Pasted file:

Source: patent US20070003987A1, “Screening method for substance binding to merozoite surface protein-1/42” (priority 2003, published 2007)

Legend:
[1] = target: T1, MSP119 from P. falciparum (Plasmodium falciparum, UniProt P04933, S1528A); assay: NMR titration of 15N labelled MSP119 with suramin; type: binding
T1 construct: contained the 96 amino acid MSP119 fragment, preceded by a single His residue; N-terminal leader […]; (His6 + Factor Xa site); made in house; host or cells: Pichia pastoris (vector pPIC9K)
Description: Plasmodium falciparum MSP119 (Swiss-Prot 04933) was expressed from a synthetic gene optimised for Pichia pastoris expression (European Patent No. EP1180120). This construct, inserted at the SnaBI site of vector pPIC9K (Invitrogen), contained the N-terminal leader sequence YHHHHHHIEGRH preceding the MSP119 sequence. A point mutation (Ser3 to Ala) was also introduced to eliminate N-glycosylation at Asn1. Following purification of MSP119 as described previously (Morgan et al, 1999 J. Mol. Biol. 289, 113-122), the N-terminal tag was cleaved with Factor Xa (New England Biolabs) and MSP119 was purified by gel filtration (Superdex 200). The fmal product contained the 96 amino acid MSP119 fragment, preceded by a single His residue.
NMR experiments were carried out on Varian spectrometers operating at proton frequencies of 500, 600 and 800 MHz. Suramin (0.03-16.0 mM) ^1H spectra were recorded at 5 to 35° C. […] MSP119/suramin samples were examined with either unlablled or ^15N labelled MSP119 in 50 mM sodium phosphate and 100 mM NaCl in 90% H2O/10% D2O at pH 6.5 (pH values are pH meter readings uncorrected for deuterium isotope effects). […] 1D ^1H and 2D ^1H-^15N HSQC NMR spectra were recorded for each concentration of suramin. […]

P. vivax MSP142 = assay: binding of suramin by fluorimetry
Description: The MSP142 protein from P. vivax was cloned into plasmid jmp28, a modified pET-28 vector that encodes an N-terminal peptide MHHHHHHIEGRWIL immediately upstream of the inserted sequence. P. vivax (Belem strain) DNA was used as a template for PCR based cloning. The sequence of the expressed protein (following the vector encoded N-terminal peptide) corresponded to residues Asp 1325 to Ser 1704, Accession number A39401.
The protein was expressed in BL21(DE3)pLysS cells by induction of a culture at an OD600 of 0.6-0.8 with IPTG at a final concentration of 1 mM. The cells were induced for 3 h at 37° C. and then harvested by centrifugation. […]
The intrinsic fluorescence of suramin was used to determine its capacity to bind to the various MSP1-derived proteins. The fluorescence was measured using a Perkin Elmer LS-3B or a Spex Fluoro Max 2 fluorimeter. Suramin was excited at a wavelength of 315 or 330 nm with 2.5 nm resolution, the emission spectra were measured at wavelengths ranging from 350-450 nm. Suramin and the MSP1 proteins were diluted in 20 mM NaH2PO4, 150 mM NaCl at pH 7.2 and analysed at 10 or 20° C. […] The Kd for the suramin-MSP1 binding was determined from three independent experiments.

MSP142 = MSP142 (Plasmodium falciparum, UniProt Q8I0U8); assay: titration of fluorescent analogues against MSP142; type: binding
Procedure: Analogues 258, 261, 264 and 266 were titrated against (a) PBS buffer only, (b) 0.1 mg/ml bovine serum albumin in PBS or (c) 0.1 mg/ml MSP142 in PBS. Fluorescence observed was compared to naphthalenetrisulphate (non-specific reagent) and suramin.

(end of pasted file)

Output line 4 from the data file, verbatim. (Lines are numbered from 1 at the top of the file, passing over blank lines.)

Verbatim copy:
T1 construct: contained the 96 amino acid MSP119 fragment, preceded by a single His residue; N-terminal leader […]; (His6 + Factor Xa site); made in house; host or cells: Pichia pastoris (vector pPIC9K)